Felice Bryant: 1925 to 2003
Anyone who’s ever tried to write a country lyric has, knowingly or not, stared down the precipice separating elegant simplicity and trite banality. The former characterizes the genre’s greatest and most enduring songs; the latter, unfortunately, constitutes 99 percent of what the industry produces. Songwriter Felice Bryant — who died of cancer on April 22, 2003, at the age of 77 — knew exactly where that precipice was located. No wonder: Through the string of hits she co-wrote with her husband Boudleaux Bryant, Felice (who was the primary lyricist of the team) practically drew the map.
Rock ‘n’ roll fans should know the Bryants for the pile of signature songs they provided the Everly Brothers, including “Bye Bye Love”, “Wake Up Little Susie”, “Poor Jenny”, “Take A Message To Mary”, “Love Hurts”, and “Sleepless Nights”. The songwriting team and singing duet made a perfect match; the clean-cut, sweet-voiced kids put up just the right front of innocence for Felice’s tales of teen love, while the soaring harmonies and driving melodies broadly hinted at the libidos buried just beneath the surface. In the annals of early rock, only the pairing of Leiber-Stoller with the Coasters was as productive and satisfying.
Bluegrass fans know, and mostly forgive, the Bryants for writing “Rocky Top”, a song that probably would be more beloved if it hadn’t become the “Jole Blon” of bluegrass festivals — not to mention the Tennessee Volunteers marching band anthem, as well as the state song of Tennessee. (Admit it, the first time you heard it, you didn’t think it was bad at all; the ten-thousandth time, well, that’s another story…)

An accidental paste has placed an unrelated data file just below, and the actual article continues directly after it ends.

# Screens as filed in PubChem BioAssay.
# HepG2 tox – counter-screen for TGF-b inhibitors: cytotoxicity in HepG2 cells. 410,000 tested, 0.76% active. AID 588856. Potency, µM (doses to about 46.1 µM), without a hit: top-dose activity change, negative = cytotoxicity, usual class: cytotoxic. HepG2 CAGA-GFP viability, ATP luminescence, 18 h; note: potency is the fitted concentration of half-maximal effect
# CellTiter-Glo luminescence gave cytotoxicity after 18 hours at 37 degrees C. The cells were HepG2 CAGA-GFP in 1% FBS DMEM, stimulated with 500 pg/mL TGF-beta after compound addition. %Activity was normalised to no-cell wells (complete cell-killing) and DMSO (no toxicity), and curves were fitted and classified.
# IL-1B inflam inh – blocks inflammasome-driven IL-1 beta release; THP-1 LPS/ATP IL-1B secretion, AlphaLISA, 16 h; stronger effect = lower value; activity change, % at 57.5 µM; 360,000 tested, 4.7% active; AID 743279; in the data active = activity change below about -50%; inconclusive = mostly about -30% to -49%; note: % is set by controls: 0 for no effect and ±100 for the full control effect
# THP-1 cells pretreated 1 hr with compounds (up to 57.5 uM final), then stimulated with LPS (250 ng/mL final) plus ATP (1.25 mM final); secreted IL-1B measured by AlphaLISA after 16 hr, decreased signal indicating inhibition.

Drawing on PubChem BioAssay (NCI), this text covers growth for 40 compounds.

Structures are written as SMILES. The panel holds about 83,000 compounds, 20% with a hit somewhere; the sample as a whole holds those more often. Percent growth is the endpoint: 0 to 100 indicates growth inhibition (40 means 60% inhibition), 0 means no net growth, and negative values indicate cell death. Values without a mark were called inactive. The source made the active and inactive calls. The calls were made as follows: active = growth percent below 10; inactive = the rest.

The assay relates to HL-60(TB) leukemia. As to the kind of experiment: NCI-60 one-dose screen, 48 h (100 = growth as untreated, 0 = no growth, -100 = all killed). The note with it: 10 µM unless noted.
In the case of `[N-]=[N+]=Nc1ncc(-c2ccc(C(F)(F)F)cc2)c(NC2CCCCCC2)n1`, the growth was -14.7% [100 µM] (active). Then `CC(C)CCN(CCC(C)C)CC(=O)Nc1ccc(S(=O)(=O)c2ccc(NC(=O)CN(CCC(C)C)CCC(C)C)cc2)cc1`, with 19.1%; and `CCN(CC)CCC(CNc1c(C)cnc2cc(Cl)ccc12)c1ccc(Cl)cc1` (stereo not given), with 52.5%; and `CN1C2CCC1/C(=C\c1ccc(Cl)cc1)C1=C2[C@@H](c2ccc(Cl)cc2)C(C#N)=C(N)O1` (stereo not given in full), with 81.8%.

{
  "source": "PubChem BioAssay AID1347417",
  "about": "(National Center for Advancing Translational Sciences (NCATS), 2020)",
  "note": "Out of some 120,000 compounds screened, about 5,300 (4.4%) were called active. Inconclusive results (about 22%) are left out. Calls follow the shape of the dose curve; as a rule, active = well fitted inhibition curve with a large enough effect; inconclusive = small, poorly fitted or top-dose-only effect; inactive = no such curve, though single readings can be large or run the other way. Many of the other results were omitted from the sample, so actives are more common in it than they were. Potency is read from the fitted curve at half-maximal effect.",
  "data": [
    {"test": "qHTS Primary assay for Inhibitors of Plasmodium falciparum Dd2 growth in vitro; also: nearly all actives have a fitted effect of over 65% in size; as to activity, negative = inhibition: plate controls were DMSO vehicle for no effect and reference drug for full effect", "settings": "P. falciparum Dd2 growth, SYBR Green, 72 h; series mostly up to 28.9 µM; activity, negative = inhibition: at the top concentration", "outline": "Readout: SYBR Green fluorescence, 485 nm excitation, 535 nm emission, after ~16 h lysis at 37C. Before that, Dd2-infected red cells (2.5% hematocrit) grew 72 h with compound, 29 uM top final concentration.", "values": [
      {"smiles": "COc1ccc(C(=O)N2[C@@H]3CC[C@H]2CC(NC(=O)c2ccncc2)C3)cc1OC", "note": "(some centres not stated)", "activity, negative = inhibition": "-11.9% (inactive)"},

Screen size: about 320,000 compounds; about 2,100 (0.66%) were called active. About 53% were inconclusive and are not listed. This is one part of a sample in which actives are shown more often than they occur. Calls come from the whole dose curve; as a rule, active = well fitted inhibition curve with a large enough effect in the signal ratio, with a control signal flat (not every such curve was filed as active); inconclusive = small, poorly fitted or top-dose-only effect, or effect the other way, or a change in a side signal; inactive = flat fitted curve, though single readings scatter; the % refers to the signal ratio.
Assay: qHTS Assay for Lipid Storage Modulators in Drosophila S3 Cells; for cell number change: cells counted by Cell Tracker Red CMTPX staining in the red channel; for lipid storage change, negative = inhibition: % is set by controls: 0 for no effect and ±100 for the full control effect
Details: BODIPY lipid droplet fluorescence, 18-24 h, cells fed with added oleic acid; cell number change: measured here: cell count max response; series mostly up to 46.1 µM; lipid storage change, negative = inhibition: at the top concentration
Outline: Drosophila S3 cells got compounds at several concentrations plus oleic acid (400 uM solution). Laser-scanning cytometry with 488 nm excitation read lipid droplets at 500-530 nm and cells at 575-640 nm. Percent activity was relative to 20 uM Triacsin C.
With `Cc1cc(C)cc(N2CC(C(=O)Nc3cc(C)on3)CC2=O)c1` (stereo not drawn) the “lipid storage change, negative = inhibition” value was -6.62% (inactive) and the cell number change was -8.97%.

Less celebrated, but equally impressive, are the Bryants’ pre-Everlys achievements as Nashville tunesmiths. The team started pitching in the late 1940s and hadn’t been at it long when one of their songs, “Country Boy”, caught the ear of legendary publisher Fred Rose. He steered the song to Little Jimmy Dickens, who took it to #7 on the country charts. Rose was so impressed with the couple’s talents that he urged them to move to Nashville and set up shop; while this is common in modern-day Music City, the move was quite unusual at the time. Back then, performers moved to Nashville to become stars; songwriters sat at home by the mailbox and waited for rejection letters.
By the time they teamed with the Everlys, the Bryants had written more hits for Dickens (“I’m Little But I’m Loud”, “Out Behind The Barn”), as well as for Carl Smith (“Hey Joe”), Jim Reeves (“Blue Boy”), and many others. Also during this period, in a rare occasion of writing on her own, Felice composed “We Could”, one of country’s most beautiful and often-recorded love songs. The Bryants were also breaking ground as businesspeople, insisting on a right of reversion in their Acuff-Rose publishing deal. When the deal expired in 1966, they regained complete control of their work and established their own publishing company, House of Bryant.
Felice’s background hardly portended Nashville mega-success. She was born Matilda Genvieve Scaduto in Milwaukee, Wisconsin, not exactly a hotbed of country music. Felice (a nickname given her by Boudleaux) grew up listening to traditional Italian music, not Bob Wills and Roy Acuff. She composed songs for the local USO as a teenager, but when she met Boudleaux, she was working as an elevator attendant in her hometown. Chick Power had hardly reached Nashville at the time Felice ascended its ladder of success; yet she overcame an “inauthentic” background and penetrated a glass ceiling miles thick to become one of the most successful songwriters in 1950s country and rock.
Most important, she left an enduring body of work that sounds as fresh and engaging today as it did 50 years ago. Her accomplishment stemmed from the simple realization that the best path between two points is a straight line: While there are a lot of ways to say “You broke my heart” in song, few are as direct or as poignant as “Bye-bye love/Bye-bye sweet caress/Hello emptiness/I feel like I could die/Bye-bye my love, goodbye.”